Thursday, October 15, 2020, 4:00 p.m.
As Delivered (virtual)
Thanks Professor Filis. I want to focus today on the U.S.-Greece bilateral story, because it’s such a positive one. And I want to start by thanking Niko and the team at AmCham for partnering again in conjunction with AUSA. I really value the past opportunities that I’ve had with AUSA meetings in Washington to highlight the story of the U.S.-Greece strategic relationship. I’m glad we get to do it at least virtually today. I’m particularly honored to be joined by Minister Georgiadis.
And just to address the question you put to him right at the top: I think it’s really important to recognize the extraordinary progress that we’ve seen in the U.S.-Greece investment story over the past year or so. Lots of big ticket, high profile initiatives, like Microsoft and Pfizer, success stories like the revival of the Greek shipbuilding industry in Syros. But I think much more than that is a dramatic change in the perception of Greece as an investment destination for big American companies, the significant expansion of Greece’s profile on technology issues, an area that plays to America’s strength and the strength of our industry.
So there’s a lot that can be said in this area, but I want to focus today on our defense relationship, which really is, as Professor Filis said in his introduction, one of the strongest elements of a multi-faceted U.S.-Greece relationship, an area where we have fantastic momentum, where we’ve seen great progress.
America’s strategy with Greece is founded on the concept that we seek to bolster Greece and Greece’s role as a pillar of stability in the Eastern Mediterranean and the Western Balkans, a country that shares strategic interests with the United States, that shares values, and is well poised, as it emerges from a prolonged economic crisis, to be a force multiplier for us.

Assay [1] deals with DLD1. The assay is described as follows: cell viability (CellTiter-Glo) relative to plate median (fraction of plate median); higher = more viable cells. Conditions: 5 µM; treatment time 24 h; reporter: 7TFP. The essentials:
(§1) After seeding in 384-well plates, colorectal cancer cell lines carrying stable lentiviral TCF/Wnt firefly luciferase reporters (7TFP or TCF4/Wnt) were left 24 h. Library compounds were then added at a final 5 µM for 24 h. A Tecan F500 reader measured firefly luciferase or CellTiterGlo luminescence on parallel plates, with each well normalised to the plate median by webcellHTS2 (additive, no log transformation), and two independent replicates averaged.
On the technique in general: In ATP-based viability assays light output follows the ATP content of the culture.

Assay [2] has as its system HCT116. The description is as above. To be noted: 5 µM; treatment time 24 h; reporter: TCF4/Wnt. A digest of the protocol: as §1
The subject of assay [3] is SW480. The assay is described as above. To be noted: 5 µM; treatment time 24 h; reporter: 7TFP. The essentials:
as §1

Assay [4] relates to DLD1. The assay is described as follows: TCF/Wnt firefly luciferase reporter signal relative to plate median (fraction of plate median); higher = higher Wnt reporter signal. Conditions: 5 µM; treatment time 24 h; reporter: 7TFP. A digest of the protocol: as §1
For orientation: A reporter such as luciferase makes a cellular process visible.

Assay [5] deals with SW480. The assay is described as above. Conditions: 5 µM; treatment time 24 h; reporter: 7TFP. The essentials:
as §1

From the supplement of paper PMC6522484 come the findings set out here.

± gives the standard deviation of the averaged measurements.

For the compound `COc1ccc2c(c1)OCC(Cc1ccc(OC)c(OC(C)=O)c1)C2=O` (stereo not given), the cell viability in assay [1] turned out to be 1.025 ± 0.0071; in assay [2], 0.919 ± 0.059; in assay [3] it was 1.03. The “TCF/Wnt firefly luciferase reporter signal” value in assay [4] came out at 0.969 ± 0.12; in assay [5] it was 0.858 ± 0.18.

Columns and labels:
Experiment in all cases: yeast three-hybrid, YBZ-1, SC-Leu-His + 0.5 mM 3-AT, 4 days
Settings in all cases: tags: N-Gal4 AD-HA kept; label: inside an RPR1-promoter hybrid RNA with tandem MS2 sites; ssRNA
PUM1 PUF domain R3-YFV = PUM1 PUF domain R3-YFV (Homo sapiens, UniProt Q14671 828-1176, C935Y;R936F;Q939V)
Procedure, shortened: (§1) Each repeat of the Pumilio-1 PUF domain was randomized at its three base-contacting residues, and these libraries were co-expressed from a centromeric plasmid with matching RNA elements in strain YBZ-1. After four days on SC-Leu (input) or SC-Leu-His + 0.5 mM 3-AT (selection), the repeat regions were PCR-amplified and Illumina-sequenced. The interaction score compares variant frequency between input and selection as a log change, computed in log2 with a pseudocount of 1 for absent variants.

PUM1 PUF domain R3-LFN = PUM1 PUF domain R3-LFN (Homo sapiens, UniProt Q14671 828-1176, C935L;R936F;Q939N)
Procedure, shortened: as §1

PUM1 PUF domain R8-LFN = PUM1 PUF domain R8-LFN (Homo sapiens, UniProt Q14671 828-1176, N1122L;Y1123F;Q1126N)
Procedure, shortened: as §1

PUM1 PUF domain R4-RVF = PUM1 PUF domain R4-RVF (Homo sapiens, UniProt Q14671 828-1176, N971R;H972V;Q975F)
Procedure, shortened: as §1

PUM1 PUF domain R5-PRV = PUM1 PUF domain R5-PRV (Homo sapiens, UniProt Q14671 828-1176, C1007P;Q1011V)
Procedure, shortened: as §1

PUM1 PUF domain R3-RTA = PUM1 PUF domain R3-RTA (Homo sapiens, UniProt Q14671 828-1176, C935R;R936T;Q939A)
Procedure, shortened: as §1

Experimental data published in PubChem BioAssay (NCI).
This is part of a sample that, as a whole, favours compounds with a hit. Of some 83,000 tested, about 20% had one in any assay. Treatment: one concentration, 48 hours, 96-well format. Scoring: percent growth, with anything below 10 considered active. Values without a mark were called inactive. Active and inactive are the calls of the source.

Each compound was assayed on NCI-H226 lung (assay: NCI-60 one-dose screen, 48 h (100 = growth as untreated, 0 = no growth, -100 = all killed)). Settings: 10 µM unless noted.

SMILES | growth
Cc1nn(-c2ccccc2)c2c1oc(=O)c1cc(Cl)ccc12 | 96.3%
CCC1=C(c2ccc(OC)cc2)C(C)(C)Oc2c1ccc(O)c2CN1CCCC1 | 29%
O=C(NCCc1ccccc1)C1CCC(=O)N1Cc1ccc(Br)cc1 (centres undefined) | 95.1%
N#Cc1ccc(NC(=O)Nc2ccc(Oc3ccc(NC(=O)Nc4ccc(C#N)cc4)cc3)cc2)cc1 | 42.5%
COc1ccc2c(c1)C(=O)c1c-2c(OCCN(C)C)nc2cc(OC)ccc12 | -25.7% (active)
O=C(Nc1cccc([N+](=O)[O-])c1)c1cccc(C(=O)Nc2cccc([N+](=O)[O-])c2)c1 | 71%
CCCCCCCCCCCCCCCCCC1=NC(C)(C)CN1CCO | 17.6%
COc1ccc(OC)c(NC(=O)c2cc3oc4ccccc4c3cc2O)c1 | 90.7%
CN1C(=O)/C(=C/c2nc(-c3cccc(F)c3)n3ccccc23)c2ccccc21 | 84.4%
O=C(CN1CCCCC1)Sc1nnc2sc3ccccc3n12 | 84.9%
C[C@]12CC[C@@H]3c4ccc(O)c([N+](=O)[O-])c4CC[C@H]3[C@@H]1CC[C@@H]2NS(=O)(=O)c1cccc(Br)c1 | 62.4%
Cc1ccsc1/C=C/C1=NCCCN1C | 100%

We’re very excited about the progress that we’ve made over the past few years in terms of building out that defense and security relationship. We are also strongly committed to the idea that all of this region, the neighborhood around Greece, should be an area of economic cooperation. It should be a region in which partnerships seek to build energy security, economic prosperity. We’ve made very clear regarding recent developments in the Eastern Mediterranean that coercion, threats, and intimidation, military activity, are not going to resolve the issues, as the State Department said just a few days ago.
Those were all ideas that were reflected in the really historic visit that my boss, Secretary of State Pompeo, paid two weeks ago to Thessaloniki and Souda Bay. In particular, the conversation in Souda Bay with the Prime Minister, Minister Panagiotopoulos, Foreign Minister Dendias, and the Chief of Defense General Floros, made clear the commitment of both sides to continuing to enhance and deepen our strategic defense and security partnership. As Secretary Pompeo has said, we consider this one of our strongest defense relationships in all of Europe, and we want to make it even stronger. We have agreed on the principle of expanding and deepening our Mutual Defense Cooperation Agreement (MDCA) to help both of our countries maintain strong, capable and interoperable militaries.
It’s a happy coincidence that we’re having this conversation at the same time that my colleague, the State Department Assistant Secretary for Political-Military Affairs, Clarke Cooper, is here in Greece. He’s had a terrific round of discussions over the past two days with the Minister of Defense, Minister of Foreign Affairs, with the Prime Minister’s Office, with General Floros, and with the opposition SYRIZA.
The message in all of those discussions has been clear: that the United States is committed to our Alliance relationship with Greece, and that both sides are committed now to building on the strong foundation we’ve laid through our Strategic Dialogue and our expanded MDCA to even deepen further our mutual security. I’m delighted also that Assistant Secretary Cooper will continue on tomorrow to Souda Bay, which I often have talked about as the flagship of our defense and security cooperation.
Another aspect of that cooperation in which AmCham has played a valuable and leading role is the work of American industry. In that regard, we of course appreciate greatly the fact that Greece continues to meet its NATO Wales Pledge of spending 2% of GDP on defense. And we’re also very excited to see how American industry continues to play a leading role as a partner for Greece — whether it’s the Lockheed Martin F-16 and P-3 upgrades; General Atomics’ potential cooperation on the MQ-9s; Raytheon’s work on electronics; Pratt and Whitney’s work on engines; Honeywell’s engine upgrades for the Army’s Chinooks; Erickson’s firefighting helicopters. There’s just a lot going on here.